In this 2014/ 2015 Review
- House Prices
- Rental values
- Mortgage market
- Tax & regulatory
Chestertons' review of the 2014 property market and our expectations for 2015. In addition to this we would like to wish all our readers a Happy New Year!
House Prices in 2014
- Average national house price growth rose throughout the year before peaking in August at 8.3% but should still end the year around 6%-7% higher than at the end of 2013.
- The wider London market went from strength to strength as the year progressed although autumn heralded the beginning of a slowdown. This was relative, however, as average prices still rose by 17.4% in the calendar year to November and should record double digit growth for the year as a whole even allowing for the usual seasonal dip in December.
- The Prime London market galloped away in the first quarter only to stall during Q2, and subsequently experienced a downturn in both transaction numbers and prices in the latter half of the year.
House Prices in 2015
- After a strong 2014, national house price growth will moderate in 2015 although underlying conditions are sufficiently robust to suggest that a crash is highly unlikely. External downside risk notwithstanding, we forecast average prices will rise by 5.5% over the year.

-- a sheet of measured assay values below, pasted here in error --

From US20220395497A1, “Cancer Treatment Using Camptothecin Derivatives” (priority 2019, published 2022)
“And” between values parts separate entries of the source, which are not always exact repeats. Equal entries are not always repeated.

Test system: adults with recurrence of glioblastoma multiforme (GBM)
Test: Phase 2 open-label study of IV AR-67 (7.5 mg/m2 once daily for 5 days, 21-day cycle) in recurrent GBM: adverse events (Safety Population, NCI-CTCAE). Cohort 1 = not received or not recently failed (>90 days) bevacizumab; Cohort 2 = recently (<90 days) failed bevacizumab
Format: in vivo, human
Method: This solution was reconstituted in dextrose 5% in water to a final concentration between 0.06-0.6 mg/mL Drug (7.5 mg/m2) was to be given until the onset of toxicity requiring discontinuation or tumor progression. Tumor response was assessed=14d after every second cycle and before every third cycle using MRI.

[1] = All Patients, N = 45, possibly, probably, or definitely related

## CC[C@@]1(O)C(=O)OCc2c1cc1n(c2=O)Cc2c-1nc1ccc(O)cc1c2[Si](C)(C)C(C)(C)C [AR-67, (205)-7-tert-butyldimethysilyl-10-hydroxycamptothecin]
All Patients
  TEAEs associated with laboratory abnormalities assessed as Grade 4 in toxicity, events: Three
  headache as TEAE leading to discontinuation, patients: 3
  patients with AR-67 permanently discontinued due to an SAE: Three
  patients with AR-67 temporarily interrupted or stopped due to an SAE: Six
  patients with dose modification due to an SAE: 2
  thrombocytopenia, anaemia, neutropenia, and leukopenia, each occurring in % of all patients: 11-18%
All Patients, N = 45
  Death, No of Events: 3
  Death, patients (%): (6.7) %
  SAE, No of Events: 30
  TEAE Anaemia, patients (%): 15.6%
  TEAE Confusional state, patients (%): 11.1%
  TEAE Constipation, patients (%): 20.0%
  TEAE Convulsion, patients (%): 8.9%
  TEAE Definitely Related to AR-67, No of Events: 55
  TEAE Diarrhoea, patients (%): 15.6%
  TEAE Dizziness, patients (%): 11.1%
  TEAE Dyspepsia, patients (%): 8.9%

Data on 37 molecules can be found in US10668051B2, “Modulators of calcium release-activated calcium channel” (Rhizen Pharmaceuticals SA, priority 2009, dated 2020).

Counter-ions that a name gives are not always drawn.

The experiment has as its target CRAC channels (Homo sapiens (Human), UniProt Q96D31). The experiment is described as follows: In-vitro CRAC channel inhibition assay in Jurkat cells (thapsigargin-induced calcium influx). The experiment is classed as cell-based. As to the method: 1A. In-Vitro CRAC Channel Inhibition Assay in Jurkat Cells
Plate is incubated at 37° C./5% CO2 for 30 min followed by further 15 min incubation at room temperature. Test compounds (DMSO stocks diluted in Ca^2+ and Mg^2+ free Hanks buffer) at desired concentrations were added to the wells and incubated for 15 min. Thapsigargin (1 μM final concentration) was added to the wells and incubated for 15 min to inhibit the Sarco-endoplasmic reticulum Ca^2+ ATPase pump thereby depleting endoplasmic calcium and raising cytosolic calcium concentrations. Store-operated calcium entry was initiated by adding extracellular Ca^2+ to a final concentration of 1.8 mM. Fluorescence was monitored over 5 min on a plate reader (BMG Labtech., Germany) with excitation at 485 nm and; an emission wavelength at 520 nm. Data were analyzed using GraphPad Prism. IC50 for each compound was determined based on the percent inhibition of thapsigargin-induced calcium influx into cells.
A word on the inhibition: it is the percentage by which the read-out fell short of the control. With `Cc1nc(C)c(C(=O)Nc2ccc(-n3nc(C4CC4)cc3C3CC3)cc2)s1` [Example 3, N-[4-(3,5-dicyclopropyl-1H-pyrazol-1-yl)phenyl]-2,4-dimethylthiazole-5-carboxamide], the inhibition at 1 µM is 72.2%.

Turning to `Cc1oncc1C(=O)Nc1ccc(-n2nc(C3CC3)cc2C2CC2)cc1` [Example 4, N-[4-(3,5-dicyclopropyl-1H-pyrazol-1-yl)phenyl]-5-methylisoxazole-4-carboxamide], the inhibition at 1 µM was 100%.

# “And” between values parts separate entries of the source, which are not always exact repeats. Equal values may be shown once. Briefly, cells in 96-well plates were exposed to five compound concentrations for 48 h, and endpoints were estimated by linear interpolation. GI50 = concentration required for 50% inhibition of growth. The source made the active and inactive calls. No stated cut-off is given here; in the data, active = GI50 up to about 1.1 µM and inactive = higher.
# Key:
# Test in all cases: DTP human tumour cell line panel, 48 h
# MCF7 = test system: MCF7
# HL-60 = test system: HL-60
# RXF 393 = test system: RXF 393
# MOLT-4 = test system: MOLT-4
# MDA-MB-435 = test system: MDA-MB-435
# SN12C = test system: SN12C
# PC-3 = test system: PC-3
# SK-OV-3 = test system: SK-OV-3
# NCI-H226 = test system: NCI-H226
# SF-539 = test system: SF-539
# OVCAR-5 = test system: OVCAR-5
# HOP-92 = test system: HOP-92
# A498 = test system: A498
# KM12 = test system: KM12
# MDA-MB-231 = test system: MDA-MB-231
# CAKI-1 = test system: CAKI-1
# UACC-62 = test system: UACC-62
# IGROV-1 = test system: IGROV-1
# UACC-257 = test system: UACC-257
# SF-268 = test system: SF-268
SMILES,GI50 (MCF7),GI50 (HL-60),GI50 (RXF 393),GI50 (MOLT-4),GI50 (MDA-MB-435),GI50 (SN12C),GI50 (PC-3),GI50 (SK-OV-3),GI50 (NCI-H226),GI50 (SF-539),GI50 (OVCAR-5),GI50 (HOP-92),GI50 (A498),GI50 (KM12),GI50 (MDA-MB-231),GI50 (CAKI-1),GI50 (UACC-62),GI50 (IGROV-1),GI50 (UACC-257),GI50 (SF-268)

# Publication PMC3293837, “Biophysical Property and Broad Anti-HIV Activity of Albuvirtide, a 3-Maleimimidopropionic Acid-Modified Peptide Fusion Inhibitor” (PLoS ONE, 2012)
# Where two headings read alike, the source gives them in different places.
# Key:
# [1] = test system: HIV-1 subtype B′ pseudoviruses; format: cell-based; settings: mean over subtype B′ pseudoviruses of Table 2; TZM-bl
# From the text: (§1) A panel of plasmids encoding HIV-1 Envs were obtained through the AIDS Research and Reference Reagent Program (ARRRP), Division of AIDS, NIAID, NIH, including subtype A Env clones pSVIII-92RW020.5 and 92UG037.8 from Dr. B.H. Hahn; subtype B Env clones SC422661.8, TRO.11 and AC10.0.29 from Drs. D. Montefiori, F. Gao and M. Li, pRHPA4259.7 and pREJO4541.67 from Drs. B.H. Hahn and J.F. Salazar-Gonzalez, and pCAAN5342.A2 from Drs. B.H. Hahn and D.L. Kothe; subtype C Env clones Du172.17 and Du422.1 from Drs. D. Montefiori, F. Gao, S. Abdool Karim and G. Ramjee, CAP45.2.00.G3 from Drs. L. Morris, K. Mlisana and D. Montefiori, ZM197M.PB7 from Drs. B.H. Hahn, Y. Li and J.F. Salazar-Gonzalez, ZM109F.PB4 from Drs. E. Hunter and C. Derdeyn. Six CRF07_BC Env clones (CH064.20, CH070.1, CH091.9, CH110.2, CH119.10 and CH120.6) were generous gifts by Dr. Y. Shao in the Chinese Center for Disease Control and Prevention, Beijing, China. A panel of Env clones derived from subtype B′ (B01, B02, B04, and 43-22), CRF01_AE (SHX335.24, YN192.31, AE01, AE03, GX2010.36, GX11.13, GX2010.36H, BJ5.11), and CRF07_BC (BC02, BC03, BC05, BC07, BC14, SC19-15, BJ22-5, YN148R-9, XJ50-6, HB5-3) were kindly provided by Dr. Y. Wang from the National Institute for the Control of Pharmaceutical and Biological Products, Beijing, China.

- In London, the imbalance between supply and demand suggests house prices will continue to rise in 2015. However, we do not believe the current rate of price growth is sustainable and the tighter mortgage environment will also act as a brake on prices which we forecast will slow to 6.5% next year.
- The prime market direction, less reliant on mortgages, will be determined over the coming year principally by tax issues (Mansion Tax and the new SDLT rates), the attitude of foreign buyers and sellers and investor confidence.
- Prime values are likely to flatten up until the election after which if the Conservatives win, we expect average prime values to settle back into growth mode with growth of 3.5% over the year. However, the market could remain subdued for some time under a Labour or Labour-led coalition administration.